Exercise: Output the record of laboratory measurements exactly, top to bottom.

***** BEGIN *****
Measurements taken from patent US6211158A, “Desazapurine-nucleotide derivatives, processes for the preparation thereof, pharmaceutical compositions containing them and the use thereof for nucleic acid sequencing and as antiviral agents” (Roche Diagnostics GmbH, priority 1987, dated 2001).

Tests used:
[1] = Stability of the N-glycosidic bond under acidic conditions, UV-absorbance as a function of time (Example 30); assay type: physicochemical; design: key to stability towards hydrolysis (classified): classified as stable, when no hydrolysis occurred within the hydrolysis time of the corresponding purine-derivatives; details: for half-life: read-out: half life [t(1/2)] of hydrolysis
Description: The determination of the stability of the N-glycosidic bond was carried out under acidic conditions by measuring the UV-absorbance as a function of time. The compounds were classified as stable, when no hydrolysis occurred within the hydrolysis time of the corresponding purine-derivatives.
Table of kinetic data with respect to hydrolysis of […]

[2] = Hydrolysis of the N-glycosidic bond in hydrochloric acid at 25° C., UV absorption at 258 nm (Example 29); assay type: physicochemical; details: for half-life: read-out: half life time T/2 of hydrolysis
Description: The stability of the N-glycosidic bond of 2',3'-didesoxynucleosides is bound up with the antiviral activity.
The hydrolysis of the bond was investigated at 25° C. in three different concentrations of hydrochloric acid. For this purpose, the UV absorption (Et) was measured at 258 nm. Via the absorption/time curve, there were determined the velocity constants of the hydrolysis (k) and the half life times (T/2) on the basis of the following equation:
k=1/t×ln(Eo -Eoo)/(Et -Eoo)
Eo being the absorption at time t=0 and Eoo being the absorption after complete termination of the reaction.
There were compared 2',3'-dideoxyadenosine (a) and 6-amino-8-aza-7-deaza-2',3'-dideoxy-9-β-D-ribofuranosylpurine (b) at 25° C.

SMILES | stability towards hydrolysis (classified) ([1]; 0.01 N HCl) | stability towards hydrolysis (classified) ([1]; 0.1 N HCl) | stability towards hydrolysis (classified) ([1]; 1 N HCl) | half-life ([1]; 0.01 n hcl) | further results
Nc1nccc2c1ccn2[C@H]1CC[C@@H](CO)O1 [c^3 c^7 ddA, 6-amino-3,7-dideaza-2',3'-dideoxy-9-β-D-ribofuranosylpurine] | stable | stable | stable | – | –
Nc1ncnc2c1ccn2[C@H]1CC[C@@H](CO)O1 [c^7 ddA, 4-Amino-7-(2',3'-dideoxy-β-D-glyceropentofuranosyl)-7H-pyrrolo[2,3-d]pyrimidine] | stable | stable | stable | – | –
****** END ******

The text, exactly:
Measurements taken from patent US6211158A, “Desazapurine-nucleotide derivatives, processes for the preparation thereof, pharmaceutical compositions containing them and the use thereof for nucleic acid sequencing and as antiviral agents” (Roche Diagnostics GmbH, priority 1987, dated 2001).

Tests used:
[1] = Stability of the N-glycosidic bond under acidic conditions, UV-absorbance as a function of time (Example 30); assay type: physicochemical; design: key to stability towards hydrolysis (classified): classified as stable, when no hydrolysis occurred within the hydrolysis time of the corresponding purine-derivatives; details: for half-life: read-out: half life [t(1/2)] of hydrolysis
Description: The determination of the stability of the N-glycosidic bond was carried out under acidic conditions by measuring the UV-absorbance as a function of time. The compounds were classified as stable, when no hydrolysis occurred within the hydrolysis time of the corresponding purine-derivatives.
Table of kinetic data with respect to hydrolysis of […]

[2] = Hydrolysis of the N-glycosidic bond in hydrochloric acid at 25° C., UV absorption at 258 nm (Example 29); assay type: physicochemical; details: for half-life: read-out: half life time T/2 of hydrolysis
Description: The stability of the N-glycosidic bond of 2',3'-didesoxynucleosides is bound up with the antiviral activity.
The hydrolysis of the bond was investigated at 25° C. in three different concentrations of hydrochloric acid. For this purpose, the UV absorption (Et) was measured at 258 nm. Via the absorption/time curve, there were determined the velocity constants of the hydrolysis (k) and the half life times (T/2) on the basis of the following equation:
k=1/t×ln(Eo -Eoo)/(Et -Eoo)
Eo being the absorption at time t=0 and Eoo being the absorption after complete termination of the reaction.
There were compared 2',3'-dideoxyadenosine (a) and 6-amino-8-aza-7-deaza-2',3'-dideoxy-9-β-D-ribofuranosylpurine (b) at 25° C.

SMILES | stability towards hydrolysis (classified) ([1]; 0.01 N HCl) | stability towards hydrolysis (classified) ([1]; 0.1 N HCl) | stability towards hydrolysis (classified) ([1]; 1 N HCl) | half-life ([1]; 0.01 n hcl) | further results
Nc1nccc2c1ccn2[C@H]1CC[C@@H](CO)O1 [c^3 c^7 ddA, 6-amino-3,7-dideaza-2',3'-dideoxy-9-β-D-ribofuranosylpurine] | stable | stable | stable | – | –
Nc1ncnc2c1ccn2[C@H]1CC[C@@H](CO)O1 [c^7 ddA, 4-Amino-7-(2',3'-dideoxy-β-D-glyceropentofuranosyl)-7H-pyrrolo[2,3-d]pyrimidine] | stable | stable | stable | – | –